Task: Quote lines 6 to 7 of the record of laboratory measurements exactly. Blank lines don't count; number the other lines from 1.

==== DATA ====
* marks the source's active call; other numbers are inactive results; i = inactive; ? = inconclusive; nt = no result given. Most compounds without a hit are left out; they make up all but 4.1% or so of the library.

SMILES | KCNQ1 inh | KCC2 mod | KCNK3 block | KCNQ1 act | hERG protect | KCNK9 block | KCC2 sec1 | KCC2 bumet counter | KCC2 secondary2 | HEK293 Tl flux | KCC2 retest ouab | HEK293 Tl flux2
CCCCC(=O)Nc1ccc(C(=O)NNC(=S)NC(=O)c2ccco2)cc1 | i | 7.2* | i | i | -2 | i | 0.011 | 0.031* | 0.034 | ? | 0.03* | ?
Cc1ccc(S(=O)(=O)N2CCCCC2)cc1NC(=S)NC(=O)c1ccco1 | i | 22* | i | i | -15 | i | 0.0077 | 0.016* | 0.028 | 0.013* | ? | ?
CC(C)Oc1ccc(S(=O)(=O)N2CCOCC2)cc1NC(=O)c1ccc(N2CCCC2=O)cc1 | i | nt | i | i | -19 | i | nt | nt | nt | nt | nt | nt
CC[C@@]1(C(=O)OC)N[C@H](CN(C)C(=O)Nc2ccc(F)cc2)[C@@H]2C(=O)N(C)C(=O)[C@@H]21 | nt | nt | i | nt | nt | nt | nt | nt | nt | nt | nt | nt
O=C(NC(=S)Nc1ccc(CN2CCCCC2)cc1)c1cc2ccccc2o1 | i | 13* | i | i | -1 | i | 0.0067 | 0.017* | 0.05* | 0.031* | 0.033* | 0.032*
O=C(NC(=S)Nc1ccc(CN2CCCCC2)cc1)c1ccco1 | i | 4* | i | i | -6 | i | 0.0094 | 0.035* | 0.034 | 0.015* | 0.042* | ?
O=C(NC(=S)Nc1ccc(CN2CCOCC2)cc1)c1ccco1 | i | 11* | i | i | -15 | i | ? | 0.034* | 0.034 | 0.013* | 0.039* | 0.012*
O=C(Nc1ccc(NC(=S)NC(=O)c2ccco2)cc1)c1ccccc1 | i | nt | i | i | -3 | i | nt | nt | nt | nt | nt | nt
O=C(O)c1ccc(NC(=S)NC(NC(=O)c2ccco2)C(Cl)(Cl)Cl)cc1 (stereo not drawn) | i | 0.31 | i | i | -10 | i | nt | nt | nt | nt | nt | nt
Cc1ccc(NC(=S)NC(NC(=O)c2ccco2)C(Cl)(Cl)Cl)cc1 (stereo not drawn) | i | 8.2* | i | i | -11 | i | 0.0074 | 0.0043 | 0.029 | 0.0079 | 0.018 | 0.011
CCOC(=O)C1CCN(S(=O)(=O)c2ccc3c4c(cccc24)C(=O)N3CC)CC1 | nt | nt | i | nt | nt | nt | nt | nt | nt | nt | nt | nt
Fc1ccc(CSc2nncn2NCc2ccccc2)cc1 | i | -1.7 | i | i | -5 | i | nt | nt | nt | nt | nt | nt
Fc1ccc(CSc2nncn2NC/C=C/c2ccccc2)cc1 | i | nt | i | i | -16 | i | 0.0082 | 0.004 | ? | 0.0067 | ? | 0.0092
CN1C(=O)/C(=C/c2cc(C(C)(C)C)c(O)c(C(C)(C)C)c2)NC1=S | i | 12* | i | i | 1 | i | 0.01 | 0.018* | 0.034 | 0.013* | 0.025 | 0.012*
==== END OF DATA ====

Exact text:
CC[C@@]1(C(=O)OC)N[C@H](CN(C)C(=O)Nc2ccc(F)cc2)[C@@H]2C(=O)N(C)C(=O)[C@@H]21 | nt | nt | i | nt | nt | nt | nt | nt | nt | nt | nt | nt
O=C(NC(=S)Nc1ccc(CN2CCCCC2)cc1)c1cc2ccccc2o1 | i | 13* | i | i | -1 | i | 0.0067 | 0.017* | 0.05* | 0.031* | 0.033* | 0.032*